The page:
Over the years, the Rockettes have traveled with the USO to entertain troops overseas, danced during the half-time show at the Super Bowl, and greeted service personnel during New York City’s Fleet week.
They are known for their Christmas Spectacular, a show that debuted in 1933 and which still features two numbers, including the “Parade of the Wooden Soldiers,” from the original production.
The group, consisting of 80 part-time dancers and about 12 to 13 full-timers, performs the Christmas Specular five times a day, seven days a week. Like most of the Rockettes’ choreography, the show features dancers arranged by height, with the tallest in the middle of the line, and precision moves requiring exact timing and exacting rehearsals.
In 2001, the Rockettes performed at George W. Bush’s inauguration. This year, they may, or may not, show up at Donald Trump’s inauguration.
By anyone’s measure, the Rockettes are wholesome American entertainment, their appearance and routines well-suited to a populist president. And yet at least three Rockettes balked when told by Madison Square Garden executive James Dolan that they were required to perform for Trump on Jan. 20.
Dolan, who owns Madison Square Garden, the company that manages the Rockettes, soon backed off, but not before Marie Claire magazine published secretly recorded comments from a meeting in which Dolan lectured the Rockettes about their contractual duty to perform at Trump’s ceremony. Now, according to the American Guild of Variety Artists, the Rockettes’ union, no Rockette, full or part-time, will be required to perform at the inauguration.
This is the first time in five decades that the Rockettes have expressed such strong displeasure with the conditions of their employment. Since the Roaring 20s, they have smiled, twirled, and kicked up their lovely legs without much complaint, and today they are considered a thoroughly American icon.
Inspired by the Ziegfiled Follies, Russell Markart founded the Missouri Rockettes in 1925. Markart wanted his dancers to be taller than the Ziegfield girls because he was convinced that taller women (Rockettes must stand between 5-foot-6 inches to 5-foot-10), who could do eye-high kicks, would attract larger audiences.
He was right.
By 1932, the Missouri Rockettes drew the attention of Samuel Roxy Rothafel, who brought the Rockettes to NYC to perform at his Roxy Theatre. There, they were billed as the Roxyettes, but when Rothafel moved the act to Radio City Music Hall, they regained their old name. At RCMH, the Rockettes found themselves in opulent surroundings, with a stage designed to look like a setting sun, wallpaper flecked with gold foil, and eight restroom lounges adorned with paintings by preeminent modern artists such as Stuart Davis.
The group spawned the careers of at least five starlets, including Vera-Ellen, who at 5-foot-4 was a rare exception to the height rule. Vera-Ellen would go on to appear with Gene Kelley in “On the Town” and play Danny Kaye’s love interest in “White Christmas.”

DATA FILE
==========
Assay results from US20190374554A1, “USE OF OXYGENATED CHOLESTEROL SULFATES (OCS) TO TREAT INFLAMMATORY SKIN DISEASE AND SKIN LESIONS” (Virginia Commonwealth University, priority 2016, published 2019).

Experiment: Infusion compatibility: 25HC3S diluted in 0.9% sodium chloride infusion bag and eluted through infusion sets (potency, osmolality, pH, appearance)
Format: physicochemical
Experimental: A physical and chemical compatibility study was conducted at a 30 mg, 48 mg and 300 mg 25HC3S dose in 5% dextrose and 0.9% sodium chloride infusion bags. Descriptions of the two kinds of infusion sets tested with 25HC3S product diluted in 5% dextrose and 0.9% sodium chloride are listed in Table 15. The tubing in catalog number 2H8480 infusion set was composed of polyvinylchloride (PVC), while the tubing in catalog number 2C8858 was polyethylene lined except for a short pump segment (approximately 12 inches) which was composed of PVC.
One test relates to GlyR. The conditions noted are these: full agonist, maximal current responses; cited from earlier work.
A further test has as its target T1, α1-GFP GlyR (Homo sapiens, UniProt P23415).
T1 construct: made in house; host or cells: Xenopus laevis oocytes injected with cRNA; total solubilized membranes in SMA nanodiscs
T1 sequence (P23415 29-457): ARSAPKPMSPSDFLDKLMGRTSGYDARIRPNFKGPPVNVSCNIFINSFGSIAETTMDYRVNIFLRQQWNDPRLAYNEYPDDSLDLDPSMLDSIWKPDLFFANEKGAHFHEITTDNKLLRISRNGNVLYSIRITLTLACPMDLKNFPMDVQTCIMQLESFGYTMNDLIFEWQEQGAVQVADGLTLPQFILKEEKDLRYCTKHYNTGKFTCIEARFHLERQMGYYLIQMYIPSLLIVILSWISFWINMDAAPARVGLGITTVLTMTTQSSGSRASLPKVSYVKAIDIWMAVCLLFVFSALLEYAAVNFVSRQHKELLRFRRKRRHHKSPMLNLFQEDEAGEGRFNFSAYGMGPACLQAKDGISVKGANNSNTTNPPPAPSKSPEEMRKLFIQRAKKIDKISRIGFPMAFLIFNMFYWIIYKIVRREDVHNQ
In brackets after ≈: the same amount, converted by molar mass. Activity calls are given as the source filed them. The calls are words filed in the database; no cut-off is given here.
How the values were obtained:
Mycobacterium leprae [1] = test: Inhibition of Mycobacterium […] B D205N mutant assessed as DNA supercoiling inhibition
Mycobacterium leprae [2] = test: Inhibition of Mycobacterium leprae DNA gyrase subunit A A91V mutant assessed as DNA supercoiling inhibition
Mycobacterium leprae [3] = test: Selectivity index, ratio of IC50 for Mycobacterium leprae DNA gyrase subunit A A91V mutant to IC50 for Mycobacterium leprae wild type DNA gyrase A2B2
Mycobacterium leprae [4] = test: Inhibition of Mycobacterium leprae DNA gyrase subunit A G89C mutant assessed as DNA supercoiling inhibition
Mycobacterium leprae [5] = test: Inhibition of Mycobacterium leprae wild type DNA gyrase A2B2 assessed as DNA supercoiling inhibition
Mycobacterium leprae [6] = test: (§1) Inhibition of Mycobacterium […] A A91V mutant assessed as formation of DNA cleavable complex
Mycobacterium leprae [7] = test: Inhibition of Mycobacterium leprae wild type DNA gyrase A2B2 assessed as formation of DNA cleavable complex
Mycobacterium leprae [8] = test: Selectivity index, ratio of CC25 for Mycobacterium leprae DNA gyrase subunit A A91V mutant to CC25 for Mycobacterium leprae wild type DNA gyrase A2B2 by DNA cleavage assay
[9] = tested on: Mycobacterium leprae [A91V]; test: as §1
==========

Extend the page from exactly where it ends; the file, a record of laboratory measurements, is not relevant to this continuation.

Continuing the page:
Another noteworthy former Rockette was Joan McCracken, known for her ability to incorporate comedy into her dance moves. McCracken later married choreographer Bob Fosse and served as Truman Capote’s model for Holly Golightly in “Breakfast at Tiffany’s.”
Suzanne Rogers started out as a Rockette and then joined the cast of “Days of Our Lives” in the 1970s. She has played the soap opera’s Maggie Horton for more than 40 years.
Lucille Bremer, who became a Rockette at 16 years of age, played Judy Garland’s sister in “Meet Me in St. Louis” and in 1948 married the son of Mexico’s president.
Suzanne Kaaren, who once dreamed of competing in the high jump at the Olympics, was one of the original NYC Rockettes, performing at their first show on Dec. 27, 1932. After leaving the Rockettes a year later, she was the leading lady in the Three Stooges’ “What’s the Matador?” and starred opposite Bela Lugosi in “The Devil Bat.”
Though being a Rockette might help launch a woman’s film career, it is not a very lucrative job in and of itself. Full-time Rockettes, who do not work throughout the year, earn about $40,000 annually, plus health benefits.
Though the pay they receive requires many Rockettes to find other employment in their off-season, the pay is better today than it was in 1967 when, with the help of the American Guild of Variety Artists, the Rockettes launched a strike for better working conditions.
During the month-long strike, the Rockettes demanded pay for previously uncompensated rehearsal time. While the dancers won the strike, one condition of employment remained unchanged until 1985: All the dancers were white, a requirement justified by claims that women of color would negatively affect the visual consistency of the routines. In 1985, the Rockettes’ owner hired the group’s first Asian dancer, but it wasn’t until 1988 that the first African American Rockette was hired.
To an outsider looking in, the high-stepping, predictable, glitzy Rockettes are the human equivalent of Trump tower itself — unapologetically gaudy, belonging to an earlier aesthetic, and perhaps not very tasteful. And yet the group is made up of women raised with modern sensibilities, and those women are not afraid to voice their objections about performing for a man who is more than a little creepy around pretty females.
However, newer dancers, and part-timers, might feel pressure to perform simply because not doing so could draw the ire of Dolan and other Rockette executives. In any case, out of more than 80 Rockettes, there certainly will be enough dancers at the inauguration to make Trump happy.
I can see the Tweet now: Corrupt media lied about protests. SAD. Rockettes LOVED inauguration.
Brigitte Bowers is a lecturer in the Merritt Writing Program at UC Merced.